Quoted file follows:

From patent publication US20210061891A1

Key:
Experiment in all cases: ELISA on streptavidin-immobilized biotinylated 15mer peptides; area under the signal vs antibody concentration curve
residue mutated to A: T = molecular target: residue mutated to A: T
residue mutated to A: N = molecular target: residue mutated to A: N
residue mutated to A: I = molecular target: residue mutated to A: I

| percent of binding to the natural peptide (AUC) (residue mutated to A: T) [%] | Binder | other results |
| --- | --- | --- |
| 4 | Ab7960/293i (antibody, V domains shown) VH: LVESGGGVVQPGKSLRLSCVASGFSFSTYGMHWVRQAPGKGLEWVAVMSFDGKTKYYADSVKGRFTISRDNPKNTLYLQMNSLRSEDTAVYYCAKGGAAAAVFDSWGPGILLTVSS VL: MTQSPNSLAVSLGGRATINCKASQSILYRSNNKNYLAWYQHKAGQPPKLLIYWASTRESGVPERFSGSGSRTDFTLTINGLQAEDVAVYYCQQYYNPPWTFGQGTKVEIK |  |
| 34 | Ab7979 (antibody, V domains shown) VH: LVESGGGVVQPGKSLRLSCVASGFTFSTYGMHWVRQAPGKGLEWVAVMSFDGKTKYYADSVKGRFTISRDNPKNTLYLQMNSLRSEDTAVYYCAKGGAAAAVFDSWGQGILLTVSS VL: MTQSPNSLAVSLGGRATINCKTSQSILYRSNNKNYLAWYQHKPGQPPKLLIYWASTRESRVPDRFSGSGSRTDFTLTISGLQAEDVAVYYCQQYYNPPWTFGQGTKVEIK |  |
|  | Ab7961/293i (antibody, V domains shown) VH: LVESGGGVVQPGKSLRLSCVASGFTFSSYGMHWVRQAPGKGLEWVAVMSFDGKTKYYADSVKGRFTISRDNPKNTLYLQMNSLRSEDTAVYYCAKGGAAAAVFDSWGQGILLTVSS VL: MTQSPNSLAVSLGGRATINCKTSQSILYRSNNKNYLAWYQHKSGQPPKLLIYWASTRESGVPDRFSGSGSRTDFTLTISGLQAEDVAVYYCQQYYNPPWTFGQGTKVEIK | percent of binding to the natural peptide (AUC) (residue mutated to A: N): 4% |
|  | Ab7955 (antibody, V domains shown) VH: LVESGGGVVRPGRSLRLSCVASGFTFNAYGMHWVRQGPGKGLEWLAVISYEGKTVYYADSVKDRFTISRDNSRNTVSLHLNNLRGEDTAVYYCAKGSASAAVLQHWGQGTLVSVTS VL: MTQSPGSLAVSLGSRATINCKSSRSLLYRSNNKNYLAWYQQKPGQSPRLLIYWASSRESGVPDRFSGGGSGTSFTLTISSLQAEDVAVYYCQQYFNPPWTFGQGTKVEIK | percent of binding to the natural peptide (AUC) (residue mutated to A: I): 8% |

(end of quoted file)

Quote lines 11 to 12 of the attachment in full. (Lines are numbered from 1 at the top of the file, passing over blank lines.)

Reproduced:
|  | Ab7961/293i (antibody, V domains shown) VH: LVESGGGVVQPGKSLRLSCVASGFTFSSYGMHWVRQAPGKGLEWVAVMSFDGKTKYYADSVKGRFTISRDNPKNTLYLQMNSLRSEDTAVYYCAKGGAAAAVFDSWGQGILLTVSS VL: MTQSPNSLAVSLGGRATINCKTSQSILYRSNNKNYLAWYQHKSGQPPKLLIYWASTRESGVPDRFSGSGSRTDFTLTISGLQAEDVAVYYCQQYYNPPWTFGQGTKVEIK | percent of binding to the natural peptide (AUC) (residue mutated to A: N): 4% |
|  | Ab7955 (antibody, V domains shown) VH: LVESGGGVVRPGRSLRLSCVASGFTFNAYGMHWVRQGPGKGLEWLAVISYEGKTVYYADSVKDRFTISRDNSRNTVSLHLNNLRGEDTAVYYCAKGSASAAVLQHWGQGTLVSVTS VL: MTQSPGSLAVSLGSRATINCKSSRSLLYRSNNKNYLAWYQQKPGQSPRLLIYWASSRESGVPDRFSGGGSGTSFTLTISSLQAEDVAVYYCQQYFNPPWTFGQGTKVEIK | percent of binding to the natural peptide (AUC) (residue mutated to A: I): 8% |